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Dick Bogle
Published: 03 December 2008

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Whether you're happy or sad, this music by tenor saxophonist Houston Person will seep into your soul, lift any sadness and enhance any happiness.
That's what music can do, and which Houston Person does extremely well on three discs containing mostly mellow ballads which have stood the test of time. One of the reasons he is able to get all inside a melody, is that Person knows the lyrics to all the songs he plays. That also goes a long way in his acknowledgement as a master accompanist for singers. There are no singers here however. Just great musicians like pianists John Di Martino, Richard Wyands, Bill Charlap and Stan Hope. 
We also get to hear guitarists Russell Malone and Paul Bollenback, drummers Kenny Washington, Grady Tate, Jerome Jennings and Chip White. Jon Burr, Peter Washington, Ray Drummond, George Kaye and Per-Ola Gadd share the bass duties.
It almost seems every pretty song ever written in the past 50 years or so gets Person's personal tribute. His treatment stems from Person's commitment to the grand tradition as set forth by predecessors like Illinois Jacquet, Gene Ammons and Paul Quinichette. Person personally chose the 30 songs on the three discs, and as your ears move along from track to track and disc to disc, don't worry about Person fatigue. He never tires your ears.
His tone has been honed through decades of playing these tunes. Rich, warm and full best describe it as he moves through such classics as "Everything I Have Is Yours," "But Beautiful," " Fools Rush In," "I Only Have Eyes For You," "Skylark," "Tenderly," "Where Are You," and so many, many more.
This is not only a library of Houston Person's best, it is a melodic testament to saxophone ballad performance.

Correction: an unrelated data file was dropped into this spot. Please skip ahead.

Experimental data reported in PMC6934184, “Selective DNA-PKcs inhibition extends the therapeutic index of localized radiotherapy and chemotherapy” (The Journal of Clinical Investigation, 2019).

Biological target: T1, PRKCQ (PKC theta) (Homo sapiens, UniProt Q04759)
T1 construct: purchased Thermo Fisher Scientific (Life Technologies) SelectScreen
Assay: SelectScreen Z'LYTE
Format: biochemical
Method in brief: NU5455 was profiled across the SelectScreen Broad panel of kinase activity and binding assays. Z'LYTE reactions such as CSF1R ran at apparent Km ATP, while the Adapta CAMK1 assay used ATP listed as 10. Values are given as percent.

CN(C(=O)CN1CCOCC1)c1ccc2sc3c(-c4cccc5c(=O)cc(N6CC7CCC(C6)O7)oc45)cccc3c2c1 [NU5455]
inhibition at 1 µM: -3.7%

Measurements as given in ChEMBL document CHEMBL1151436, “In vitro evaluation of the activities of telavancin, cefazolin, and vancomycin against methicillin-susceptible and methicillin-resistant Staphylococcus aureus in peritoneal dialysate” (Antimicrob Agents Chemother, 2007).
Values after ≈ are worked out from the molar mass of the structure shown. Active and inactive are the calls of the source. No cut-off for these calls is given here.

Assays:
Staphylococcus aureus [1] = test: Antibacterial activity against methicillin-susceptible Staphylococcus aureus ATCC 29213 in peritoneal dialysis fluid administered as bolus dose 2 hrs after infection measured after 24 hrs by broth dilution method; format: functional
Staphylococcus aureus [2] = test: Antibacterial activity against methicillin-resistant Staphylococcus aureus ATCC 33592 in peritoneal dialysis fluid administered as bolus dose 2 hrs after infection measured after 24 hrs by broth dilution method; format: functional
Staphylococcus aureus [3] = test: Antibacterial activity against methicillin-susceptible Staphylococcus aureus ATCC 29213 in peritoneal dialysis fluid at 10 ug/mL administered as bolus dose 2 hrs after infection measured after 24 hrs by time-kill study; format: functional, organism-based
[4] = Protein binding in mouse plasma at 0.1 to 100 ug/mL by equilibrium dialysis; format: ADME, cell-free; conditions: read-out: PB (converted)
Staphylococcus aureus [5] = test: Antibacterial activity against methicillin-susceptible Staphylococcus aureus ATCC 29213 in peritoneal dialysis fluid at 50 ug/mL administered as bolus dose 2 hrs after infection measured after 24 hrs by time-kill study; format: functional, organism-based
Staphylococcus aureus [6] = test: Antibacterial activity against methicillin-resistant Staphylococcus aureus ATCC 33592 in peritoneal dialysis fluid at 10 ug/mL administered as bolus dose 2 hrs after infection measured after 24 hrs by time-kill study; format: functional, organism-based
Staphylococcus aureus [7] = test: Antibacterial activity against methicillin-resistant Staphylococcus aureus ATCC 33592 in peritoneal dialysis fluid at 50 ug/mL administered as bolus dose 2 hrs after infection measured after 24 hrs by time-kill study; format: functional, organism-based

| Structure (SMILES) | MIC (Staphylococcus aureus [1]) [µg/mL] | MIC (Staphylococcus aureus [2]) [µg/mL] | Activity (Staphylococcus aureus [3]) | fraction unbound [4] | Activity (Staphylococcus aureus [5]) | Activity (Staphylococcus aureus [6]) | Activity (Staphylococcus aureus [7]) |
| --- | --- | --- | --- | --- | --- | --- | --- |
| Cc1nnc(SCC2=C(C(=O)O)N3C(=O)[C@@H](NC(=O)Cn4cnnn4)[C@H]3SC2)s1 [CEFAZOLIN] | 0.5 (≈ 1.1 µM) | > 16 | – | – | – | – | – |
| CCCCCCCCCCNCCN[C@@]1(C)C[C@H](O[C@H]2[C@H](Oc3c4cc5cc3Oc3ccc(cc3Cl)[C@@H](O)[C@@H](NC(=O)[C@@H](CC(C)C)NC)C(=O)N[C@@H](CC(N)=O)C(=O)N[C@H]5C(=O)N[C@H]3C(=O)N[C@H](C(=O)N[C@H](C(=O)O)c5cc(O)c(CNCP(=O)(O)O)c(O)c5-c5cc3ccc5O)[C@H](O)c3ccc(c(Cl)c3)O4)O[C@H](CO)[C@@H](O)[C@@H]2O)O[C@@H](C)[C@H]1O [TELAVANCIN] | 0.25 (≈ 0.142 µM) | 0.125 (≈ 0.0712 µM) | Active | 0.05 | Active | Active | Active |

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This is a two CD set containing a total of 26 tunes from 1946, some of the earliest days of bebop.
The Gillespie band was the second big bebop band to gain prominence. Billy Eckstine's band had given up the ghost because of the expense in operating it and in fact gave Gillespie some stage equipment for his band.
Gillespie certainly had an eye for talent. Ray Brown is the bassist. Thelonious Monk is on piano, Kenny Clark is the drummer and James Moody is the lead alto saxophonist. Oh yes, Milt Jackson is playing vibes.
Today's big bands are still trying to master charts this band performs with ease. Jackson takes the lead on "The Man I Love." Tunes like "Cool Breeze," "Round Midnight," "One Bass Hit," "I Waited For You," "Things to Come," and "Groovin' High" provide ample reasons to own this collector's prize.
One more thing! There is an intermission during which Sarah Vaughan sings "Don't Blame Me" backed by tenor Eddie "Lockjaw" Davis and an unnamed trio.

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One thing I noticed right away is that these arrangements hardly ever hit the swing groove right from the "git."
The highlight of the CD is "Minuano" with a luscious vocal by the one and only Kurt Elling. The rest of the music sounds like any college lab band playing pedestrian arrangements. It's difficult to say this about Mintzer's work, because I've been a fan of his previous efforts, and his solos are their usually fine work.

Dick Bogle can be reached at r.bogle@comcast.net.

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